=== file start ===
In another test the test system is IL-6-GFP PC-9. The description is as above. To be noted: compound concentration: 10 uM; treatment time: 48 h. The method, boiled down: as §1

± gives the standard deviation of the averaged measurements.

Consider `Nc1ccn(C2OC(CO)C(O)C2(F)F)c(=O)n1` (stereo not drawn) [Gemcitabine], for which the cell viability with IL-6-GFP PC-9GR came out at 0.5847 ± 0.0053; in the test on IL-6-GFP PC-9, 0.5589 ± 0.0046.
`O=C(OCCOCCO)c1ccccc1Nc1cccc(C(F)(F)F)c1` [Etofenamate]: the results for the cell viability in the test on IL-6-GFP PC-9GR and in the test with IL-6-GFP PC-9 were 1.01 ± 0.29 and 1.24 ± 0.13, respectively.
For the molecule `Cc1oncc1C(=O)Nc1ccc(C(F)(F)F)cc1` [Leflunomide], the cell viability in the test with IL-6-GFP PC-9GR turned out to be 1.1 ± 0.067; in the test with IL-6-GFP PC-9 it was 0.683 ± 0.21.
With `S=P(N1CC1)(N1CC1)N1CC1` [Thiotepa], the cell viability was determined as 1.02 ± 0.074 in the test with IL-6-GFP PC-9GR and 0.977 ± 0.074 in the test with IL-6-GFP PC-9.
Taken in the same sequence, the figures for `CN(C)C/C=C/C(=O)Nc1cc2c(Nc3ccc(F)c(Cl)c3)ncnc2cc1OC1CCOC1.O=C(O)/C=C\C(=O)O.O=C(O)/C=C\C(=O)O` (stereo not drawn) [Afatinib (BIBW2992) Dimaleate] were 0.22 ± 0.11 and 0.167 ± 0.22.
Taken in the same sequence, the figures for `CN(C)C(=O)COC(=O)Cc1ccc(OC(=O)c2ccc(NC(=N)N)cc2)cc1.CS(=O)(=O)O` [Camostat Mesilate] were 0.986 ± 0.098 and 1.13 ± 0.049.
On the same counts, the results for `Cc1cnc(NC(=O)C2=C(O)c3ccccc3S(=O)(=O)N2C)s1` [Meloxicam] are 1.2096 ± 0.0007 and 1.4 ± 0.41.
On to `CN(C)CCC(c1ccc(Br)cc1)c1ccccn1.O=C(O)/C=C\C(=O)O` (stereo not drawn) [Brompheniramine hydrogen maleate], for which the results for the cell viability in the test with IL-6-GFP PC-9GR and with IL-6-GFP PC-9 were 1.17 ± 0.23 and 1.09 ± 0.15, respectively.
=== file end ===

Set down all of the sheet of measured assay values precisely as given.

In another test the test system is IL-6-GFP PC-9. The description is as above. To be noted: compound concentration: 10 uM; treatment time: 48 h. The method, boiled down: as §1

± gives the standard deviation of the averaged measurements.

Consider `Nc1ccn(C2OC(CO)C(O)C2(F)F)c(=O)n1` (stereo not drawn) [Gemcitabine], for which the cell viability with IL-6-GFP PC-9GR came out at 0.5847 ± 0.0053; in the test on IL-6-GFP PC-9, 0.5589 ± 0.0046.
`O=C(OCCOCCO)c1ccccc1Nc1cccc(C(F)(F)F)c1` [Etofenamate]: the results for the cell viability in the test on IL-6-GFP PC-9GR and in the test with IL-6-GFP PC-9 were 1.01 ± 0.29 and 1.24 ± 0.13, respectively.
For the molecule `Cc1oncc1C(=O)Nc1ccc(C(F)(F)F)cc1` [Leflunomide], the cell viability in the test with IL-6-GFP PC-9GR turned out to be 1.1 ± 0.067; in the test with IL-6-GFP PC-9 it was 0.683 ± 0.21.
With `S=P(N1CC1)(N1CC1)N1CC1` [Thiotepa], the cell viability was determined as 1.02 ± 0.074 in the test with IL-6-GFP PC-9GR and 0.977 ± 0.074 in the test with IL-6-GFP PC-9.
Taken in the same sequence, the figures for `CN(C)C/C=C/C(=O)Nc1cc2c(Nc3ccc(F)c(Cl)c3)ncnc2cc1OC1CCOC1.O=C(O)/C=C\C(=O)O.O=C(O)/C=C\C(=O)O` (stereo not drawn) [Afatinib (BIBW2992) Dimaleate] were 0.22 ± 0.11 and 0.167 ± 0.22.
Taken in the same sequence, the figures for `CN(C)C(=O)COC(=O)Cc1ccc(OC(=O)c2ccc(NC(=N)N)cc2)cc1.CS(=O)(=O)O` [Camostat Mesilate] were 0.986 ± 0.098 and 1.13 ± 0.049.
On the same counts, the results for `Cc1cnc(NC(=O)C2=C(O)c3ccccc3S(=O)(=O)N2C)s1` [Meloxicam] are 1.2096 ± 0.0007 and 1.4 ± 0.41.
On to `CN(C)CCC(c1ccc(Br)cc1)c1ccccn1.O=C(O)/C=C\C(=O)O` (stereo not drawn) [Brompheniramine hydrogen maleate], for which the results for the cell viability in the test with IL-6-GFP PC-9GR and with IL-6-GFP PC-9 were 1.17 ± 0.23 and 1.09 ± 0.15, respectively.